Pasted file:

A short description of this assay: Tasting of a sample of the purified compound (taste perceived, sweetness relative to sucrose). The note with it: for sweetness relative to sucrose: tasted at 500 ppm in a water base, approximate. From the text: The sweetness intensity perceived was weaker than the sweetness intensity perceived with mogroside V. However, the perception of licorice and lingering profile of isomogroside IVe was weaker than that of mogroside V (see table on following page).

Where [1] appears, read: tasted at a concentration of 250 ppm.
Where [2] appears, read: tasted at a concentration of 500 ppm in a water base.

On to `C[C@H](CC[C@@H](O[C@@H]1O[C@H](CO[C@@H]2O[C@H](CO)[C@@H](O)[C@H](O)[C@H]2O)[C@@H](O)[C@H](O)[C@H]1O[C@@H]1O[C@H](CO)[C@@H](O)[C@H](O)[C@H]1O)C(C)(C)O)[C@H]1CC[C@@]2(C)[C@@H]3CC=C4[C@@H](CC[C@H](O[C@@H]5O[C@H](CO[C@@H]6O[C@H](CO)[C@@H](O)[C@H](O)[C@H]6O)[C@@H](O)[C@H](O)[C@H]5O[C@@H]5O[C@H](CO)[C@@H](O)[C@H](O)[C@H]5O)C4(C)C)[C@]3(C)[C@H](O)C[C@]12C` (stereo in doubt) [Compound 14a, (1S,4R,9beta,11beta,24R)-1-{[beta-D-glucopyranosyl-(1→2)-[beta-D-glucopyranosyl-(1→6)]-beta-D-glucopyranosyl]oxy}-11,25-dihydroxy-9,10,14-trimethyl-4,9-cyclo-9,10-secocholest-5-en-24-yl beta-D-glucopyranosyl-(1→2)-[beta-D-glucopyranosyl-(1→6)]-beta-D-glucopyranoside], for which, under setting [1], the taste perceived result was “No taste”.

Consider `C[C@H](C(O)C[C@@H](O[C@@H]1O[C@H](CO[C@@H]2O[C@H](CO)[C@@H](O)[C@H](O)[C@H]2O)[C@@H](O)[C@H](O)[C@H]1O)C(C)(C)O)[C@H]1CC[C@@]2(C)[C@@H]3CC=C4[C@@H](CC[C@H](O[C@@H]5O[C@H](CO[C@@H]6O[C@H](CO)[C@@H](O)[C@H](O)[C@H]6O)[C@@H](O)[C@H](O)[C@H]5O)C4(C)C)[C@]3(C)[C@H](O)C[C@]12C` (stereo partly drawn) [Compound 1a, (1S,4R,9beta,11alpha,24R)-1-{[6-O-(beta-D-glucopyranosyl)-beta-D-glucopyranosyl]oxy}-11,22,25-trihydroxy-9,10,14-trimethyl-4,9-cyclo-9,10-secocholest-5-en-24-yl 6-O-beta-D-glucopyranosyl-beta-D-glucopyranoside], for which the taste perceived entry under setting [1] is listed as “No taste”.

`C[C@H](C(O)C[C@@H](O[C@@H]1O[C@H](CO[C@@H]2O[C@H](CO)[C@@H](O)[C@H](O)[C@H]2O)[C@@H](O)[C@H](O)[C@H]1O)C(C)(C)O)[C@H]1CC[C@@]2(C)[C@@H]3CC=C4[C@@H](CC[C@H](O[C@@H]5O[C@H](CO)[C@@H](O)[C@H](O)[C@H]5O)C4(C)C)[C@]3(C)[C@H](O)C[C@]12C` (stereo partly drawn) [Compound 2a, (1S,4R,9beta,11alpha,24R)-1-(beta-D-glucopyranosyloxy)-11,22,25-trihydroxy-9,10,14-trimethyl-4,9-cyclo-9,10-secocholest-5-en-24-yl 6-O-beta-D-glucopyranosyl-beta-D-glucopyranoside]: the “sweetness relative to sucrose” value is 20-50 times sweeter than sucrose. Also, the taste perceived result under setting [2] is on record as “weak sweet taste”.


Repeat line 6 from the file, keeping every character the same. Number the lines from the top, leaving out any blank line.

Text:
`C[C@H](C(O)C[C@@H](O[C@@H]1O[C@H](CO[C@@H]2O[C@H](CO)[C@@H](O)[C@H](O)[C@H]2O)[C@@H](O)[C@H](O)[C@H]1O)C(C)(C)O)[C@H]1CC[C@@]2(C)[C@@H]3CC=C4[C@@H](CC[C@H](O[C@@H]5O[C@H](CO)[C@@H](O)[C@H](O)[C@H]5O)C4(C)C)[C@]3(C)[C@H](O)C[C@]12C` (stereo partly drawn) [Compound 2a, (1S,4R,9beta,11alpha,24R)-1-(beta-D-glucopyranosyloxy)-11,22,25-trihydroxy-9,10,14-trimethyl-4,9-cyclo-9,10-secocholest-5-en-24-yl 6-O-beta-D-glucopyranosyl-beta-D-glucopyranoside]: the “sweetness relative to sucrose” value is 20-50 times sweeter than sucrose. Also, the taste perceived result under setting [2] is on record as “weak sweet taste”.